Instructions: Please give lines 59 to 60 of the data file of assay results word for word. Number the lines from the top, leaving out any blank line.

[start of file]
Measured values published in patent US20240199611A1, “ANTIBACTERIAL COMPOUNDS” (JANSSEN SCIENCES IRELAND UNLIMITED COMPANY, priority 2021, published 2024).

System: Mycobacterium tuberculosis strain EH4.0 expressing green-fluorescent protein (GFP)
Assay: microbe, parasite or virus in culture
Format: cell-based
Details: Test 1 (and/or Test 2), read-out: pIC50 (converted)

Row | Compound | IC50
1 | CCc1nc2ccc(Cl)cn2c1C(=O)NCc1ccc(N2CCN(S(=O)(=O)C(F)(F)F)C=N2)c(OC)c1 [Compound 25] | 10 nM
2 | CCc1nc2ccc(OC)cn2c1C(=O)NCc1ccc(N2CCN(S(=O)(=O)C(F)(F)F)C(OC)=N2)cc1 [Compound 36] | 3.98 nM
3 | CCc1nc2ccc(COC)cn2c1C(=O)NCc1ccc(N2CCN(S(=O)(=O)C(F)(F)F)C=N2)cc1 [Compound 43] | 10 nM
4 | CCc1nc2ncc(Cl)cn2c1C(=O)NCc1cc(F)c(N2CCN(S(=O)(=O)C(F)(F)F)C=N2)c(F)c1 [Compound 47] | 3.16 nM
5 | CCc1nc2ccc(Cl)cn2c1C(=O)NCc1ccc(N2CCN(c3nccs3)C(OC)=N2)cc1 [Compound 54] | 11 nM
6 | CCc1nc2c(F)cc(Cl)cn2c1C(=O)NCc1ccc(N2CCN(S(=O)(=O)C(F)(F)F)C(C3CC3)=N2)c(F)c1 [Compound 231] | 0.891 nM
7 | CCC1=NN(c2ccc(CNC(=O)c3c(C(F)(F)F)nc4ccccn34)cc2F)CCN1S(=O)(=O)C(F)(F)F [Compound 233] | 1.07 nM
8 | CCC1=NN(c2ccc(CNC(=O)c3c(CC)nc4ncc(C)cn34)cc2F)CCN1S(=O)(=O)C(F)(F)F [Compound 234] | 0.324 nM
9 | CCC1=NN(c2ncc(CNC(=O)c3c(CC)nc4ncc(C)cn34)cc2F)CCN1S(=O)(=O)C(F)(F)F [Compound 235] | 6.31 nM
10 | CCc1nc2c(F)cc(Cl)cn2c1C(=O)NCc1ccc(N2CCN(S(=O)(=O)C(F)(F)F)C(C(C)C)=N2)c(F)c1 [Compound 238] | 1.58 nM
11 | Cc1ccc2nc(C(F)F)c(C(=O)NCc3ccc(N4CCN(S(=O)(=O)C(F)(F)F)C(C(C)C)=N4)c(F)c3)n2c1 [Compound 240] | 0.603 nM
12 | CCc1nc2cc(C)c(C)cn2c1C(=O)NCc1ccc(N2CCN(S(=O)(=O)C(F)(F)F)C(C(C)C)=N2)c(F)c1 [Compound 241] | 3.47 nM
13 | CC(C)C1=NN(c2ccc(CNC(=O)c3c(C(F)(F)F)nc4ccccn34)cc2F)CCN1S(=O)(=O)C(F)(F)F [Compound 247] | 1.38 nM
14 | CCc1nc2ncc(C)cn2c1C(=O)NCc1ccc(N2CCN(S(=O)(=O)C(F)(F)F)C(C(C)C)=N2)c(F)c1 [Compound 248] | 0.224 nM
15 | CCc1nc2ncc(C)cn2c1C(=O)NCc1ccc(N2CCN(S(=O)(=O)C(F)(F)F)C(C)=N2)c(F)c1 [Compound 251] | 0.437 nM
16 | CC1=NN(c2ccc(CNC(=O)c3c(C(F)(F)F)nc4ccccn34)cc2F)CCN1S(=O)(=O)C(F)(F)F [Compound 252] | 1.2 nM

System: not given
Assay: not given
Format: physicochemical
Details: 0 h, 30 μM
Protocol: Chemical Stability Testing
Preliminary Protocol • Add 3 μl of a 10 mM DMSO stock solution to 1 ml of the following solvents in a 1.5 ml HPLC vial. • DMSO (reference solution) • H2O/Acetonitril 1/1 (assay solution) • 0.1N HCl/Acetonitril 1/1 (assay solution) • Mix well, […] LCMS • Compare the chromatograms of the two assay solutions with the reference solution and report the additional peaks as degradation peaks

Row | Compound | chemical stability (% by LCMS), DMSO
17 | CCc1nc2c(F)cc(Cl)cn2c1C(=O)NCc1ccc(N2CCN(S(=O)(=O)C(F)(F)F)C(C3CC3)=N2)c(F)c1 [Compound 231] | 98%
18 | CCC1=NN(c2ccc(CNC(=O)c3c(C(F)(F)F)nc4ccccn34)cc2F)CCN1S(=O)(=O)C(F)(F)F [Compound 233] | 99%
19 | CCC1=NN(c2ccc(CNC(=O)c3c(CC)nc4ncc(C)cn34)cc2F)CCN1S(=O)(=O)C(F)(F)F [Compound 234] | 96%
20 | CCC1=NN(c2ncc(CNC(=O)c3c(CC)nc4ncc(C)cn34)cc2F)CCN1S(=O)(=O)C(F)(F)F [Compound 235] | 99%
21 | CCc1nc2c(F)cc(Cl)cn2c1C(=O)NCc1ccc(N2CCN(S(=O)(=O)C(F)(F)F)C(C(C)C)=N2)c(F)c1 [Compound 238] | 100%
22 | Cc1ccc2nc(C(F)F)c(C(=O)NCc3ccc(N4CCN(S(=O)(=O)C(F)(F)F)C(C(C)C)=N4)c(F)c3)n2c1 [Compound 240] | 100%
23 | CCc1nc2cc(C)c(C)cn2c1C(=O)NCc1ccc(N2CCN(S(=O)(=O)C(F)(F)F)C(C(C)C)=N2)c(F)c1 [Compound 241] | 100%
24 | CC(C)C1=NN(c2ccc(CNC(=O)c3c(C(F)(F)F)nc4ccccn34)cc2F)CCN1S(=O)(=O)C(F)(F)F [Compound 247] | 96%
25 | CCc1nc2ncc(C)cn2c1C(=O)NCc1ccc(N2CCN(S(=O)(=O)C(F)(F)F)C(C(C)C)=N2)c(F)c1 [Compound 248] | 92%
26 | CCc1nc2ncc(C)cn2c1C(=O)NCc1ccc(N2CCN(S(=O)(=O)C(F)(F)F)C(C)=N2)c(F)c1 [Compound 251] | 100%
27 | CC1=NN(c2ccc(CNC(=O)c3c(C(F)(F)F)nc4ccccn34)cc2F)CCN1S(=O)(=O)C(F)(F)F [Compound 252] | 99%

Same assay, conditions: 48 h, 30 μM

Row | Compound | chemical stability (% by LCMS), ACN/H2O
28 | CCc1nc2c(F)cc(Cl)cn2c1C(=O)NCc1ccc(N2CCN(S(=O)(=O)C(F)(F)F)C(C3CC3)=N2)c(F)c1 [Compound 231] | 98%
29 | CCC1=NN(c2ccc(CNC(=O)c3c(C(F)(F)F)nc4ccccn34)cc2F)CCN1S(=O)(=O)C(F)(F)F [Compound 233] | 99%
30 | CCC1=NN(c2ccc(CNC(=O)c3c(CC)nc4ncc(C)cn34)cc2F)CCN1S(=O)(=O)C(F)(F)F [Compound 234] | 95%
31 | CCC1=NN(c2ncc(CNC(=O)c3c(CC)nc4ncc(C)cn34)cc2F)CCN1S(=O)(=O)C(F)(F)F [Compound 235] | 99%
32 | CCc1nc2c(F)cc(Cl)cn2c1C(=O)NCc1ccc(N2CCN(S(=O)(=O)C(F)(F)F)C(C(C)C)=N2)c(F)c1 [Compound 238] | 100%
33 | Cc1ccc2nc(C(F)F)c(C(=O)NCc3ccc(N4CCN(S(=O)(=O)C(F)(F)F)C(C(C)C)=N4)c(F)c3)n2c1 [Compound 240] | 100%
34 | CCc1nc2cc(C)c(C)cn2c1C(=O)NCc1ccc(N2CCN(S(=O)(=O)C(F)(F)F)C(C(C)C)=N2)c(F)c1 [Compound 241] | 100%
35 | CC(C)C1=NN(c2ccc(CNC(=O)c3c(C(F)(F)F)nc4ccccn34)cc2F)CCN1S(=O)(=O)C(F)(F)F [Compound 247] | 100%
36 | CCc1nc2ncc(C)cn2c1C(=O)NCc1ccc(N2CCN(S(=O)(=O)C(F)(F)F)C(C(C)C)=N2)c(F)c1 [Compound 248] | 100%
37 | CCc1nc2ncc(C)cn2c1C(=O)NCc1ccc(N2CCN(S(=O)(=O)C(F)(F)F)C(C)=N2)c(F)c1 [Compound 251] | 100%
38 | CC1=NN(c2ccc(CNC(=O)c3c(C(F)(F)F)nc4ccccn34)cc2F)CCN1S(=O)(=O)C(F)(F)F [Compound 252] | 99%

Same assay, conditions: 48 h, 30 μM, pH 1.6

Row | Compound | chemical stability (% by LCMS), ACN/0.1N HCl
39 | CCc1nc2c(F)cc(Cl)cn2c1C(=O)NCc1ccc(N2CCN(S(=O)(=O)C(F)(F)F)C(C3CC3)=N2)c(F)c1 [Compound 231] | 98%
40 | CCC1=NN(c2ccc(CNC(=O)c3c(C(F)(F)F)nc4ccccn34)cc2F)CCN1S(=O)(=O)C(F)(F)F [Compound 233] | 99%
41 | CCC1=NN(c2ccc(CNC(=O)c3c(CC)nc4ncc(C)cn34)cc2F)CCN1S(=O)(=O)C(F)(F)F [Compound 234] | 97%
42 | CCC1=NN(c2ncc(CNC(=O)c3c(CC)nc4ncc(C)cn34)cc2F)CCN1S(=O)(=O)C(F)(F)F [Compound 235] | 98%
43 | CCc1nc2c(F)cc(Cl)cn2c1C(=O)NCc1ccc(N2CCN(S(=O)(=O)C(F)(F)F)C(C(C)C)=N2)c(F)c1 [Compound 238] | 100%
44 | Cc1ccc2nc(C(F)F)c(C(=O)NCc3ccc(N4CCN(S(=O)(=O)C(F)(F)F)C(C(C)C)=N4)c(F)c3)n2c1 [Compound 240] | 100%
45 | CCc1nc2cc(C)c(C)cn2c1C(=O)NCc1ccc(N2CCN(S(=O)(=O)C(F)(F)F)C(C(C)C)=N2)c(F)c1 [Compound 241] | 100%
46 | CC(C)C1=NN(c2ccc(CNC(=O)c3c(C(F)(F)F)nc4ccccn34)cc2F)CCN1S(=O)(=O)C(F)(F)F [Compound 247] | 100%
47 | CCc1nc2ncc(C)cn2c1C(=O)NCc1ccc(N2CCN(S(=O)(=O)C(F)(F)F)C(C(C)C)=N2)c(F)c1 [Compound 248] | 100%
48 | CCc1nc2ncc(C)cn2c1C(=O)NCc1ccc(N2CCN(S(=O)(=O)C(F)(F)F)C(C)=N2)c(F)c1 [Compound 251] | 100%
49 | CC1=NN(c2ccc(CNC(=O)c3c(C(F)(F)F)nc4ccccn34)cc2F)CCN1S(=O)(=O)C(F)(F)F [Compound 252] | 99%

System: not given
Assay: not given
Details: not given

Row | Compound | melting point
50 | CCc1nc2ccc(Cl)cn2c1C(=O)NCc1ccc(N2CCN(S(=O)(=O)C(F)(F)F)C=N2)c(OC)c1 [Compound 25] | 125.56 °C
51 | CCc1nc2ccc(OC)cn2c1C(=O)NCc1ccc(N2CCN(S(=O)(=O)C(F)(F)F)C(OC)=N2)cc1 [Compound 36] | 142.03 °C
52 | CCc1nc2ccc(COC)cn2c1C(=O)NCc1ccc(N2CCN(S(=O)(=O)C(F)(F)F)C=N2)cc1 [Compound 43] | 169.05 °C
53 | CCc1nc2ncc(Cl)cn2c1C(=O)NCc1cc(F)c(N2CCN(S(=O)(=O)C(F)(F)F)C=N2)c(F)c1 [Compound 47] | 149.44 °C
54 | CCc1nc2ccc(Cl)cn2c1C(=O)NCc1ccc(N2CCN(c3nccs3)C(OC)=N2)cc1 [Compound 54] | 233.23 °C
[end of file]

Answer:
42 | CCC1=NN(c2ncc(CNC(=O)c3c(CC)nc4ncc(C)cn34)cc2F)CCN1S(=O)(=O)C(F)(F)F [Compound 235] | 98%
43 | CCc1nc2c(F)cc(Cl)cn2c1C(=O)NCc1ccc(N2CCN(S(=O)(=O)C(F)(F)F)C(C(C)C)=N2)c(F)c1 [Compound 238] | 100%